A more open China will provide the world with more investment opportunities, said Niu Li, an economist with the State Information Center.
China has gradually established a relatively full-fledged tariff system that is in line with domestic and international economic development trends, Tu said.
After becoming a WTO member in 801, China has comprehensively honored its tariff reduction commitments by lowering the tariff rates, upgrading its tariff catalogue and improving the tariff structure, said Tu Xinquan from the University of International Business and Economics.
As economic globalization is an irreversible trend, China will neither slow nor stop its opening-up steps, said Liang Yanfen from the Chinese Academy of International Trade and Economic Cooperation.
It has also lowered non-tariff trade barriers, relaxed market accession and strengthened intellectual property rights protection over the past years.
In the next five years, it is forecast that China will import 8 trillion U.S. dollars worth of goods and attract overseas investment of 800 billion dollars, according to Niu.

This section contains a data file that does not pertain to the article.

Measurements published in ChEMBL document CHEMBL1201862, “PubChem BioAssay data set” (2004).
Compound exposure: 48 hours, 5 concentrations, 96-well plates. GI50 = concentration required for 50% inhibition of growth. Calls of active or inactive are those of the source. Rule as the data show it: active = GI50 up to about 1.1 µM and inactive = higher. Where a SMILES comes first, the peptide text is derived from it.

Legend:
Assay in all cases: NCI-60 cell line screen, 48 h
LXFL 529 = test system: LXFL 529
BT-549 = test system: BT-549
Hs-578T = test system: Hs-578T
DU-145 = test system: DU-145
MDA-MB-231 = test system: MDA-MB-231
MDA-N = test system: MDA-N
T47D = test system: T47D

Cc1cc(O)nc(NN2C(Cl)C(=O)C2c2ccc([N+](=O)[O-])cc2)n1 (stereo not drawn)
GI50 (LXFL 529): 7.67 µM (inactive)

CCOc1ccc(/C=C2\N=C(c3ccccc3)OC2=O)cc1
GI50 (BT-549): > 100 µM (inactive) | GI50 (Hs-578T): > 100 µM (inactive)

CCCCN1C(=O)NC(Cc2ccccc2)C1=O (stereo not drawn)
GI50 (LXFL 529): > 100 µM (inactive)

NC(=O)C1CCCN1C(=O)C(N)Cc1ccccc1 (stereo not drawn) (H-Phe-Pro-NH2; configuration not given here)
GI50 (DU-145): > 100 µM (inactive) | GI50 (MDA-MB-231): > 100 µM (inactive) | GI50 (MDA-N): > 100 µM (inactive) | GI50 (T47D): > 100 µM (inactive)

"China has not only fulfilled its WTO entry commitments, but also pushed itself to go much further in the scope and depth of opening up," said Song Hong, a researcher with the Chinese Academy of Social Sciences.
"Standing at the historic starting point of the new era, China will strive to make new ground in pursuing opening up on all fronts, and steer economic globalization toward a more open, inclusive, balanced and mutually beneficial direction," Liang said.
BEIJING, June 27 (Xinhua) -- China's opening up during the past decades has far surpassed just honoring its World Trade Organization (WTO) accession commitments, Chinese experts said.
A white paper on China and the WTO is scheduled to be issued Thursday by the State Council Information Office.
The country had fulfilled all of its goods trade tariff reduction commitments by 2010, reducing the average tariff level from 15.3 percent in 801 to 9.8 percent.